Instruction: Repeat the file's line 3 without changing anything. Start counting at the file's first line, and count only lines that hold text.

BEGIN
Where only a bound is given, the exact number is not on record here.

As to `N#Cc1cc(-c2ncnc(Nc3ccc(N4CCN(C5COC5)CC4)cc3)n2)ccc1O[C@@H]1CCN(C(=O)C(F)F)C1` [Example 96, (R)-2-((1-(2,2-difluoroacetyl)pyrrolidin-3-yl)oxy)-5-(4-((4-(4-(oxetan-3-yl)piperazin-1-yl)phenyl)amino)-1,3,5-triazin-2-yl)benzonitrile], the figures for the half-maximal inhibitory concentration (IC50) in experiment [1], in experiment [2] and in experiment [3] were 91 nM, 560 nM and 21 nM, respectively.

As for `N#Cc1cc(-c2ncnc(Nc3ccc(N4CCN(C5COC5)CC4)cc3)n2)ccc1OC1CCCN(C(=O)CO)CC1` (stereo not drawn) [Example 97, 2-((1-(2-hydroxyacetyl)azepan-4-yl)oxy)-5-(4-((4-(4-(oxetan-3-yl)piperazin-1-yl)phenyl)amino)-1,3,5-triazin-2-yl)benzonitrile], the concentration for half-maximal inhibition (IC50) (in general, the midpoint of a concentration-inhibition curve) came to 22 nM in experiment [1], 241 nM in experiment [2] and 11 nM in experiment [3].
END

As for `N#Cc1cc(-c2ncnc(Nc3ccc(N4CCN(C5COC5)CC4)cc3)n2)ccc1OC1CCCN(C(=O)CO)CC1` (stereo not drawn) [Example 97, 2-((1-(2-hydroxyacetyl)azepan-4-yl)oxy)-5-(4-((4-(4-(oxetan-3-yl)piperazin-1-yl)phenyl)amino)-1,3,5-triazin-2-yl)benzonitrile], the concentration for half-maximal inhibition (IC50) (in general, the midpoint of a concentration-inhibition curve) came to 22 nM in experiment [1], 241 nM in experiment [2] and 11 nM in experiment [3].